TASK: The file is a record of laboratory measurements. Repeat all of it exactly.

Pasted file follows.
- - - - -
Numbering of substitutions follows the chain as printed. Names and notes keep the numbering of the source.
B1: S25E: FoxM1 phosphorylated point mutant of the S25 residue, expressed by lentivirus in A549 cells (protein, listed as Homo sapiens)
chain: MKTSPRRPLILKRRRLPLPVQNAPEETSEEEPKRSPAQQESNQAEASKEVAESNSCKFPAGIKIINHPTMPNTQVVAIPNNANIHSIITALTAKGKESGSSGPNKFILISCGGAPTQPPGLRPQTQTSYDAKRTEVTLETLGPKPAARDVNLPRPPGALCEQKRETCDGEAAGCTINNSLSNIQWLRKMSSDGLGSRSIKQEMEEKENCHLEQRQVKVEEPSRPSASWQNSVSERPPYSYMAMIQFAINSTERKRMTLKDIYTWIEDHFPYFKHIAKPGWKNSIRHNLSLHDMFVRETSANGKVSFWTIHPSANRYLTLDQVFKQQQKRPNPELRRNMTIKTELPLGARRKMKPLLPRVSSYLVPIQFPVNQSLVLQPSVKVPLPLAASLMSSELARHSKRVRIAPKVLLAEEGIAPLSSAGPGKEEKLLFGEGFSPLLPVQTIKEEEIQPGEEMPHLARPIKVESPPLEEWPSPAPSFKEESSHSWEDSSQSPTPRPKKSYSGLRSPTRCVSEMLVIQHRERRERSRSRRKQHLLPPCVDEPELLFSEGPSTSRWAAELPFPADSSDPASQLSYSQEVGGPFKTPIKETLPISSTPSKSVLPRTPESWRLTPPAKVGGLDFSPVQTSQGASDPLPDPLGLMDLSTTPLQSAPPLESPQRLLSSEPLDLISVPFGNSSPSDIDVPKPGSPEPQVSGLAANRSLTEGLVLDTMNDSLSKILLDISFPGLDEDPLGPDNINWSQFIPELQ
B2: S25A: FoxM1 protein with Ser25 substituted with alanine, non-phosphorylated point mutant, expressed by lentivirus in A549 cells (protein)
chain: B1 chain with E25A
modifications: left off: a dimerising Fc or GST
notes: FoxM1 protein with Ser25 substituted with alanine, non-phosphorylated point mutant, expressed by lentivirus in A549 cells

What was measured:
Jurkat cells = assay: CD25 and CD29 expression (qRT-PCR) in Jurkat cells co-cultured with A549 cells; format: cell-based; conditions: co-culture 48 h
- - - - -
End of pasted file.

Numbering of substitutions follows the chain as printed. Names and notes keep the numbering of the source.
B1: S25E: FoxM1 phosphorylated point mutant of the S25 residue, expressed by lentivirus in A549 cells (protein, listed as Homo sapiens)
chain: MKTSPRRPLILKRRRLPLPVQNAPEETSEEEPKRSPAQQESNQAEASKEVAESNSCKFPAGIKIINHPTMPNTQVVAIPNNANIHSIITALTAKGKESGSSGPNKFILISCGGAPTQPPGLRPQTQTSYDAKRTEVTLETLGPKPAARDVNLPRPPGALCEQKRETCDGEAAGCTINNSLSNIQWLRKMSSDGLGSRSIKQEMEEKENCHLEQRQVKVEEPSRPSASWQNSVSERPPYSYMAMIQFAINSTERKRMTLKDIYTWIEDHFPYFKHIAKPGWKNSIRHNLSLHDMFVRETSANGKVSFWTIHPSANRYLTLDQVFKQQQKRPNPELRRNMTIKTELPLGARRKMKPLLPRVSSYLVPIQFPVNQSLVLQPSVKVPLPLAASLMSSELARHSKRVRIAPKVLLAEEGIAPLSSAGPGKEEKLLFGEGFSPLLPVQTIKEEEIQPGEEMPHLARPIKVESPPLEEWPSPAPSFKEESSHSWEDSSQSPTPRPKKSYSGLRSPTRCVSEMLVIQHRERRERSRSRRKQHLLPPCVDEPELLFSEGPSTSRWAAELPFPADSSDPASQLSYSQEVGGPFKTPIKETLPISSTPSKSVLPRTPESWRLTPPAKVGGLDFSPVQTSQGASDPLPDPLGLMDLSTTPLQSAPPLESPQRLLSSEPLDLISVPFGNSSPSDIDVPKPGSPEPQVSGLAANRSLTEGLVLDTMNDSLSKILLDISFPGLDEDPLGPDNINWSQFIPELQ
B2: S25A: FoxM1 protein with Ser25 substituted with alanine, non-phosphorylated point mutant, expressed by lentivirus in A549 cells (protein)
chain: B1 chain with E25A
modifications: left off: a dimerising Fc or GST
notes: FoxM1 protein with Ser25 substituted with alanine, non-phosphorylated point mutant, expressed by lentivirus in A549 cells

What was measured:
Jurkat cells = assay: CD25 and CD29 expression (qRT-PCR) in Jurkat cells co-cultured with A549 cells; format: cell-based; conditions: co-culture 48 h